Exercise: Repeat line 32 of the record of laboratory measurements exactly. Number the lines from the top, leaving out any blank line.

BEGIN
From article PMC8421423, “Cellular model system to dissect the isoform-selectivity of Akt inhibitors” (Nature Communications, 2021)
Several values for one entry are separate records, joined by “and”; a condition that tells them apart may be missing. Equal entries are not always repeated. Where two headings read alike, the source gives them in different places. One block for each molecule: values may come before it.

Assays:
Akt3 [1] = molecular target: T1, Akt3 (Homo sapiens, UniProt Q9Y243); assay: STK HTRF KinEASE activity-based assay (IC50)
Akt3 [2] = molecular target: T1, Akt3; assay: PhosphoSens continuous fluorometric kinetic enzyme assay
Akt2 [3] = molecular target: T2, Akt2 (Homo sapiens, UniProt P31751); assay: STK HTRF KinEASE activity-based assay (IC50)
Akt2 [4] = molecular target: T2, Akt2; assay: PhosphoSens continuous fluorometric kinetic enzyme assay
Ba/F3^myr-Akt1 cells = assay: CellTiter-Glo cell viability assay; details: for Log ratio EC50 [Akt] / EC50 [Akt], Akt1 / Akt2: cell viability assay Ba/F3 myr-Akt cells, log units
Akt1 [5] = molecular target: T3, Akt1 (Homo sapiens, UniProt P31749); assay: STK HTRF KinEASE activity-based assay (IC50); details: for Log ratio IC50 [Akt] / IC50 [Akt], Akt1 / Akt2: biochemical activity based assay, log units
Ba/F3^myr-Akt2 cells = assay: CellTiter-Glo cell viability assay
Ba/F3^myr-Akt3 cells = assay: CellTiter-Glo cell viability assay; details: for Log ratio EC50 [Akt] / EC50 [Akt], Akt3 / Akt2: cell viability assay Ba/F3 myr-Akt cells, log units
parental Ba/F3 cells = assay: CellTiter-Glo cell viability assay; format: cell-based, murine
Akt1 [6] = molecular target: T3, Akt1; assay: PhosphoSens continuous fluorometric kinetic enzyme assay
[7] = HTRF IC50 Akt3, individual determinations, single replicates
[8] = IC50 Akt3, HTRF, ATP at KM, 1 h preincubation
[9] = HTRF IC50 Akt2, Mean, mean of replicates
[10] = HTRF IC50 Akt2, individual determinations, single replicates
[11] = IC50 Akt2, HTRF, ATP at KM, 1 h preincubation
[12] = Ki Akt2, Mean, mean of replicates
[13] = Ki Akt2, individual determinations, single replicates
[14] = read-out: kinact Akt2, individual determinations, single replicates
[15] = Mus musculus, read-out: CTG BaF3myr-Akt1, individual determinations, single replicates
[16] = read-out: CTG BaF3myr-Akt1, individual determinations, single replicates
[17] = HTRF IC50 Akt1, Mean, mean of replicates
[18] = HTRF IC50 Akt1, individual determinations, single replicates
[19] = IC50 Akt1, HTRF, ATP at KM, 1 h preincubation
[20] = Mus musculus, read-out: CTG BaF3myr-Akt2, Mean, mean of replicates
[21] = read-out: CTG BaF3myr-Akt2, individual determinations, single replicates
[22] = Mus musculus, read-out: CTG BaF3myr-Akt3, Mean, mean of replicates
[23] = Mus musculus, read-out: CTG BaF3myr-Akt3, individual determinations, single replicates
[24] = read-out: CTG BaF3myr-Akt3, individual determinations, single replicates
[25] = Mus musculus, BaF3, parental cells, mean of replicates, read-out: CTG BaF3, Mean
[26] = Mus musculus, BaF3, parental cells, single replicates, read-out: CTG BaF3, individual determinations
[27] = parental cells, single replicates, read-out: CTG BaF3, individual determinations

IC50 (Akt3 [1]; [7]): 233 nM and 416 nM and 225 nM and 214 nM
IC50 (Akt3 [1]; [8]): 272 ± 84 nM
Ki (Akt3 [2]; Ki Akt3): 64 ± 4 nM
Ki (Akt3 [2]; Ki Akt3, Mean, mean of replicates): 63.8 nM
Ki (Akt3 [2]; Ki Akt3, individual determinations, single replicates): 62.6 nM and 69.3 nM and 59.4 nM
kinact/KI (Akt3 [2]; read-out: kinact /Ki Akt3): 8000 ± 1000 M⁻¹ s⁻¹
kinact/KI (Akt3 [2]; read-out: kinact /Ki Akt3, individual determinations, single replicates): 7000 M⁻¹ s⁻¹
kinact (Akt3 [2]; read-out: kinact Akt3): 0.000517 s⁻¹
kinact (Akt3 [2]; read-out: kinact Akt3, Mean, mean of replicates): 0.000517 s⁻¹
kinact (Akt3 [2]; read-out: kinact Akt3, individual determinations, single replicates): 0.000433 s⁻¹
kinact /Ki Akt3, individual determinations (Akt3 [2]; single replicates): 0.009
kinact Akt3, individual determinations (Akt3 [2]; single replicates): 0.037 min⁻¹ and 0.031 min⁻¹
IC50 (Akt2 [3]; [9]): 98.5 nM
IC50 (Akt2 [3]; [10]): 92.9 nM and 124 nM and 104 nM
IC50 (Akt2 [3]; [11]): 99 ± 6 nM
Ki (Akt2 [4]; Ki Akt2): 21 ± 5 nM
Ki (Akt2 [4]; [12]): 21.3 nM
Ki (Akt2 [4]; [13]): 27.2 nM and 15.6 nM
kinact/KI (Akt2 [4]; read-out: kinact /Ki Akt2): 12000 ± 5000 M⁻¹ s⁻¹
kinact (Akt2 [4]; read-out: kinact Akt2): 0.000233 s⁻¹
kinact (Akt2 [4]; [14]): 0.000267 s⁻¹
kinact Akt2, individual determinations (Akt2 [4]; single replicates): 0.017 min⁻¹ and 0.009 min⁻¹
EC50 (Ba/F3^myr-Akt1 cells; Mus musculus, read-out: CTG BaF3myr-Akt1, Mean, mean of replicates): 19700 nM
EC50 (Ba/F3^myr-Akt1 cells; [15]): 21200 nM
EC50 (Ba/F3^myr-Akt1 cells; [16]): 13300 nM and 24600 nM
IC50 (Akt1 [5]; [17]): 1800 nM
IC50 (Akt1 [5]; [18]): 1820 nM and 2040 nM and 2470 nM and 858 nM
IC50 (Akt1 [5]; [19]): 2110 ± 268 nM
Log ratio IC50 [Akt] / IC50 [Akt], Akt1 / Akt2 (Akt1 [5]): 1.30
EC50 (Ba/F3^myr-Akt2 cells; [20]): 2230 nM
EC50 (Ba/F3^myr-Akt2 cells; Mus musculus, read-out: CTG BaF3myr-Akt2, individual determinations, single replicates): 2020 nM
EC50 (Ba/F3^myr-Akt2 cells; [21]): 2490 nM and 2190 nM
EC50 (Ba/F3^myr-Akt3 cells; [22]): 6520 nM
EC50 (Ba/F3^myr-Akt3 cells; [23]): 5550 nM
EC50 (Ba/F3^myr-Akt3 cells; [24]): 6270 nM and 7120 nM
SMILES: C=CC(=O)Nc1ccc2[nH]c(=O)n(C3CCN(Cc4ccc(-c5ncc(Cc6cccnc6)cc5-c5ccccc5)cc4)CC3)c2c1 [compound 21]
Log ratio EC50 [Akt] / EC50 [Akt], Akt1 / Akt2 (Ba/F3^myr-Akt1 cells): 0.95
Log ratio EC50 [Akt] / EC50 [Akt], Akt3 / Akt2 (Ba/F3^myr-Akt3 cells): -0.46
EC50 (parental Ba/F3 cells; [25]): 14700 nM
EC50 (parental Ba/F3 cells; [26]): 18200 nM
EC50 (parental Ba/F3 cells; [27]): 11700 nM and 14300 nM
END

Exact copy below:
[25] = Mus musculus, BaF3, parental cells, mean of replicates, read-out: CTG BaF3, Mean